Last weekend I took my three big kids to see a really bad movie.
Without naming names, it was a poor quality animation, with little story line, designed to make my kids want to spend even more money on pieces of plastic crap and all the merchandise that goes with them.
My kids adored it.
They all know how much I dislike these toys, and they all know why I dislike them, yet they love them. They saved their money to buy the movie tickets and even worked together to pitch in and buy my ticket, so when it came down to it only ‘the meanest mum in the whole world’ would have said no… so I took them.
Half way through the movie, as I sat, bored to tears, Izzy leaned over and whispered to me “Thanks for taking us Mum, I know you don’t like this much.” and I thought to myself… this movie is terrible, these toys are over priced and useless, but this is not a waste of time because I am here with my kids, sharing something they adore, spending time with them, connecting with them in a way that I don’t always get to now that they are getting older, and it reminded me of something I had heard a while back…
“Learn to love what they love.”
This may just be the sanest advice I have ever heard when it comes to parenting school aged kids and above.
It’s easy to love pretty much everything about that gurgling baby because you are their entire world, and they yours. Even defiant toddlers and preschoolers are still pretty adorable and it’s easy to find lots of ways to connect when they still want and need you to be a major focus in their lives. But when they start school, that is when you really have to master the art of holding them close while still letting them go.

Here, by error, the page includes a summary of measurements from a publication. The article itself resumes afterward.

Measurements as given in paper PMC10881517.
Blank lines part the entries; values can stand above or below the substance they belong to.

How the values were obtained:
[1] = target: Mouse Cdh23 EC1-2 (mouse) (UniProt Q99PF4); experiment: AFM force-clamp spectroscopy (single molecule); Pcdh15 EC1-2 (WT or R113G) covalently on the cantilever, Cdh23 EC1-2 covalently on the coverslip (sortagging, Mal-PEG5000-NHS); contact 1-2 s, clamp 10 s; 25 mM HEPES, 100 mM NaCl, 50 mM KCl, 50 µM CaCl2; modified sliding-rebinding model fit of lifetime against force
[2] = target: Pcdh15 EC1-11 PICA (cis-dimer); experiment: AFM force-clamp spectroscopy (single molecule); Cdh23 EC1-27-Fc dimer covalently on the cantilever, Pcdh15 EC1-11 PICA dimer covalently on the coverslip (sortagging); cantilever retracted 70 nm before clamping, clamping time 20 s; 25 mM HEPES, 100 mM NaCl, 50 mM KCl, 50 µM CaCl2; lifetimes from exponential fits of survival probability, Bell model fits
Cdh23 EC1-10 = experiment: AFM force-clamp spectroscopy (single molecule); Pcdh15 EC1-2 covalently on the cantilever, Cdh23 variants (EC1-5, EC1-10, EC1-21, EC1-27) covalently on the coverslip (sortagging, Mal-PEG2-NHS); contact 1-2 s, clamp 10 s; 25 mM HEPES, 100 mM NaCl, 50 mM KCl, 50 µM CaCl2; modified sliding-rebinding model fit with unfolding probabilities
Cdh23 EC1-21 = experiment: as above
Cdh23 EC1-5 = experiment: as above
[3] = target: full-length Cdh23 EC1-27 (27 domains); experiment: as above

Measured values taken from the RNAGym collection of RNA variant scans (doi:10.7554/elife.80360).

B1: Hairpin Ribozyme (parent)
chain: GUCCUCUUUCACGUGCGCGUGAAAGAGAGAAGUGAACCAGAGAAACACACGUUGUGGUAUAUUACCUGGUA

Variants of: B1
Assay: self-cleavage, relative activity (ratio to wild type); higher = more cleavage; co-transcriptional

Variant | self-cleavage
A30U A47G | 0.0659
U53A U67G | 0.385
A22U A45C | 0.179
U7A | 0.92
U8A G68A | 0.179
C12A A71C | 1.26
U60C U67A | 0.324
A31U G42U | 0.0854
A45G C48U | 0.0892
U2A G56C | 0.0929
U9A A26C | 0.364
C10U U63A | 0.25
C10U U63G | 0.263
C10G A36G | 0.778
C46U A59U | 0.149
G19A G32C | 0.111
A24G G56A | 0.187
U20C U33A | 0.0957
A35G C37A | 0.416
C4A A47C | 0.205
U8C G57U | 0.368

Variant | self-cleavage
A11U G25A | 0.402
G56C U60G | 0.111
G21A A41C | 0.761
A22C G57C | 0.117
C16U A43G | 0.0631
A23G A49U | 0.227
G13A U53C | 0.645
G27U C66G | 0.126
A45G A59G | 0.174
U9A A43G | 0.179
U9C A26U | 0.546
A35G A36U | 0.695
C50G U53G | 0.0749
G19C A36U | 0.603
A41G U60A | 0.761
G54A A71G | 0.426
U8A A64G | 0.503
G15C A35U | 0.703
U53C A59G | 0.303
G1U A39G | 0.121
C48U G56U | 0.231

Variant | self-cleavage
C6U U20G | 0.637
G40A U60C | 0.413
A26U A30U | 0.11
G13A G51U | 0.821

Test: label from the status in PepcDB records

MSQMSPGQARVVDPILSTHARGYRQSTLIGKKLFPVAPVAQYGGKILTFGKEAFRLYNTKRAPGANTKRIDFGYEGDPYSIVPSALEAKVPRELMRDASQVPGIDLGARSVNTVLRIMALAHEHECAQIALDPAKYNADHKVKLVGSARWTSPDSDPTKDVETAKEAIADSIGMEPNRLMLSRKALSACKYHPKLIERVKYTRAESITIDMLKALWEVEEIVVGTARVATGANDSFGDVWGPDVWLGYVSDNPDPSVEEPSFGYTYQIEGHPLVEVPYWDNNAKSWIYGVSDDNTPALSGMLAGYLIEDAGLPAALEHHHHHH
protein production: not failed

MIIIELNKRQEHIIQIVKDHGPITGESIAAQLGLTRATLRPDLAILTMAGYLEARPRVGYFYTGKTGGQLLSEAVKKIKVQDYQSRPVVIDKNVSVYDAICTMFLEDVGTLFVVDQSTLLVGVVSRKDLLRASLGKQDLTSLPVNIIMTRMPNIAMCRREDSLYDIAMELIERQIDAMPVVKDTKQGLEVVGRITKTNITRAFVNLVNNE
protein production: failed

As they grow older, with that letting go, that loosening of connection, it is easy to wake up one day and realise that you are just managing your kids, you’ve stopped enjoying them, you’ve stopped being a main player in all that they do. It’s part of growing up, as a child and a parent, and it is a positive thing, but it can also leave you wondering how to connect with your older kids, how to find that common ground, how to have those moments of shared delight again.
Here’s where that advice comes in… learn to love what they love.
What sport are they into? Learn to play and offer to practice with them, or take them to watch a professional game.
What books are they reading? Read them too. What music do they listen to? Listen to it too.
What crazy fad are they obsessed with? Download a gazillion rainbow loom tutorials and spend the afternoon trying to make that ridiculously difficult goldfish! Or take them to that movie that they just HAVE to see… even if you don’t want to.
You don’t have to go overboard about every new craze, or force yourself to do something you hate all the time, but taking a little time and making a little effort can be so valuable. It will show your kids that you notice, that you think their ideas are worthwhile, that you respect them, that you are willing to put your own desires second to try something new or support someone else.
And when things are rough, it’s a way to connect when that feels like the most impossible thing ever. It’s a way to be there for them when most of the time they don’t even want you around, a way to open communication when they might otherwise just roll their eyes at you and stalk away.
It’s a way to build and strengthen your relationship at one of the most import times in your parenting life… when your kids are starting to grow up and define who they are as individuals. I want to make sure I am still part of their lives while they are working that stuff out.
The 80 minutes of that movie may have been tedious and boring for me, but the two hours we spent together afterwards having dinner, talking and sharing was worth it’s weight in gold.